• They last longer.

  • Jerking or automatic movements are more pronounced.

  • Loss of awareness is less complete.

Many patients have a history of damage to the nervous system, developmental delay, abnormal neurologic examination results, and other types of seizures. Atypical absence seizures usually continue into adulthood.

In myoclonic absence seizures, the arms and shoulders jerk rhythmically (3 times/second), causing progressive lifting of the arms. Typically, these seizures last 10 to 60 seconds. Impairment of awareness may not be obvious. Myoclonic absence seizures are caused by various genetic disorders; sometimes the cause is unknown.

Eyelid myoclonia consists of myoclonic jerks of the eyelids and upward deviation of the eyes, often precipitated by closing the eyes or by light. Eyelid myoclonia can occur in motor as well as nonmotor seizures.

Atonic seizures occur most often in children, usually as part of the Lennox-Gastaut syndrome. Atonic seizures are characterized by brief, complete loss of muscle tone and consciousness. Children fall or pitch to the ground, risking trauma, particularly head injury.

Tonic seizures occur most often during sleep, usually in children. The cause is usually the Lennox-Gastaut syndrome. Tonic (sustained) contraction of axial muscles may begin abruptly or gradually, then spread to the proximal muscles of the limbs. The neck is often stiff. Tonic seizures usually last 10 to 15 seconds. In longer tonic seizures, a few, rapid clonic jerks may occur as the tonic phase ends.

In clonic seizures, sustained rhythmic jerking occurs in the limbs on both sides of the body and often in head, neck, face, and trunk. Clonic seizures usually occur in infants and should be distinguished from jitteriness or shuddering attacks. Clonic seizures are much less common than tonic-clonic seizures.

Tonic-clonic seizures may be

  • Generalized-onset (formerly primarily generalized)

  • Focal-to-bilateral tonic-clonic (formerly, secondarily generalized)

Primarily generalized seizures typically begin with an outcry; they continue with loss of consciousness and falling, followed by tonic contraction, then clonic (rapidly alternating contraction and relaxation) motion of muscles of the extremities, trunk, and head. Urinary and fecal incontinence, tongue biting, and frothing at the mouth sometimes occur. Seizures usually last 1 to 2 minutes. There is no aura.

Focal-to-bilateral tonic-clonic seizures begin with a focal aware or focal impaired-awareness seizure, then progress to resemble other generalized-onset seizures.

Myoclonic seizures are brief, lightning-like jerks of a limb, several limbs, or the trunk. They may be repetitive, leading to a tonic-clonic seizure. The jerks may be bilateral or unilateral. Unlike other seizures with bilateral motor movements, consciousness is not lost unless the myoclonic seizure progresses into a generalized tonic-clonic seizure.

In myoclonic-atonic seizures, the extremities or trunk jerks briefly, then goes limp (drop attack). Seizures usually begin at age 6 months to 6 years. In two thirds of children, febrile seizures and generalized-onset convulsive seizures precede the myoclonic-atonic seizure. These seizures are more common among males (2:1). Development and cognition are typically normal but may become impaired when or after seizures begin.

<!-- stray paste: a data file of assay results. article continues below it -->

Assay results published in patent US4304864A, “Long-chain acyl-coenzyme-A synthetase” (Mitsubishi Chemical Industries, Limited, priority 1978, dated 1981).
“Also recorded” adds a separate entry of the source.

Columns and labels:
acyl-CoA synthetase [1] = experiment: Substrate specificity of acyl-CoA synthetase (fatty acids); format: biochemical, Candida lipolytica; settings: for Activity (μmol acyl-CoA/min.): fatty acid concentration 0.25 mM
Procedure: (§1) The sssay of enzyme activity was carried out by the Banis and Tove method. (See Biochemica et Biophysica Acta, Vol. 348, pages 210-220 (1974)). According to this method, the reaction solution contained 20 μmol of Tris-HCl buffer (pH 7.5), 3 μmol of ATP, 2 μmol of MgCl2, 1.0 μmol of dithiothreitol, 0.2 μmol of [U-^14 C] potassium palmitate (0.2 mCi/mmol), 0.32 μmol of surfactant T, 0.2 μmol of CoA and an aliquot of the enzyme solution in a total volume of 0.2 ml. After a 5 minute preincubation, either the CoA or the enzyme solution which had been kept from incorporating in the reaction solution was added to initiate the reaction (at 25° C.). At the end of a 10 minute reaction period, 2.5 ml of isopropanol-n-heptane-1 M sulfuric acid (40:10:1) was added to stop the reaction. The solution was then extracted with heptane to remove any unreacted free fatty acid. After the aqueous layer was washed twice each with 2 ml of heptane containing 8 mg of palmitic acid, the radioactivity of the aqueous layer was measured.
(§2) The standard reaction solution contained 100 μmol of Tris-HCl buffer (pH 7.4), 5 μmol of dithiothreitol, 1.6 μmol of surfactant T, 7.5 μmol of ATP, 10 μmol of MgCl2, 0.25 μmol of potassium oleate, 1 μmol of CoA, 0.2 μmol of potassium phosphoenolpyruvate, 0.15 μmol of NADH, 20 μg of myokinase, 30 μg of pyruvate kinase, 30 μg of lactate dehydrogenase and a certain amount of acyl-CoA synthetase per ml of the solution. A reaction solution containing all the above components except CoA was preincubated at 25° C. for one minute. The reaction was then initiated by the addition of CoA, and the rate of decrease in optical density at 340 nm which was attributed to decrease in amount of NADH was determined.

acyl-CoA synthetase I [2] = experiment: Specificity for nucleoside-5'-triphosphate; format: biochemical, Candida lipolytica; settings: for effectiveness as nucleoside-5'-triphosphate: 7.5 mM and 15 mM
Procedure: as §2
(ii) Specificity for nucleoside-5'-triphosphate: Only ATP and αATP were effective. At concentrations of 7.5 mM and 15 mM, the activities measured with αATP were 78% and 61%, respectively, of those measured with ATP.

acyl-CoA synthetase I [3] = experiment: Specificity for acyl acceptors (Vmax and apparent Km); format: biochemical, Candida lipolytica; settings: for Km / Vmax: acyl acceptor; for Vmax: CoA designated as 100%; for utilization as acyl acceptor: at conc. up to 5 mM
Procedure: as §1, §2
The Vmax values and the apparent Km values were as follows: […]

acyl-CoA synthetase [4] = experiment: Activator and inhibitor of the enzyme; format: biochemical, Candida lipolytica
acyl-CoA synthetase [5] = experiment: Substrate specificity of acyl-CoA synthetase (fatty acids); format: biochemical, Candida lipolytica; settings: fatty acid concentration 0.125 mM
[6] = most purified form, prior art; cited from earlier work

The term epileptic spasms has replaced the term infantile spasms, although infantile spasms may be used for epileptic spasms that occur during infancy. Onset of epileptic spasms may be focal, generalized or unknown. They are characterized by sudden flexion and adduction of the arms and forward flexion of the trunk. Seizures last a few seconds and recur many times a day. They occur only in the first 5 years of life, then are replaced by other types of seizures. Developmental defects are usually present.

Juvenile myoclonic epilepsy is a type of generalized myoclonic-tonic-clonic seizure; it is characterized by myoclonic, tonic-clonic, and absence seizures. It typically appears during adolescence. Seizures begin with a few bilateral, synchronous myoclonic jerks, followed in 90% of cases by generalized tonic-clonic seizures. They often occur when patients awaken in the morning, especially after sleep deprivation or alcohol use. Absence seizures may occur in one third of patients.

Febrile seizures occur, by definition, with fever and in the absence of intracranial infection; they are considered a type of provoked seizure. They affect about 4% of children aged 3 months to 5 years. Benign febrile seizures are brief, solitary, and generalized tonic-clonic in appearance. Complicated febrile seizures are focal, last > 15 minutes, or recur 2 times in < 24 hours. Overall, 2% of patients with febrile seizures develop a subsequent seizure disorder. However, incidence of seizure disorders and risk of recurrent febrile seizures are much greater among children with any of the following:

  • Complicated febrile seizures

  • Preexisting neurologic abnormalities

  • Onset before age 1 year

  • A family history of seizure disorders

Dravet syndrome (severe myoclonic epilepsy of infancy) develops during early childhood; it has focal and generalized components (and thus is not clearly a type of generalized-onset or focal-onset seizure). Fever-induced focal seizures predominate during the first year of life; at about age 2 years, seizures evolve into generalized myoclonic seizures. Generalized myoclonic seizures are characterized by frequent axial-predominant bilateral myoclonic jerks that are accompanied by bursts of bisynchronous spike and wave activity on EEG. Other seizure types that can occur in Dravet syndrome include atypical absence, clonic, atonic, and tonic-clonic seizures. Psychomotor development stagnates or regresses during the second year of life. Mutations in the sodium channel alpha-1 subunit gene (SCN1A) occur in 70 to 80% of patients with Dravet syndrome.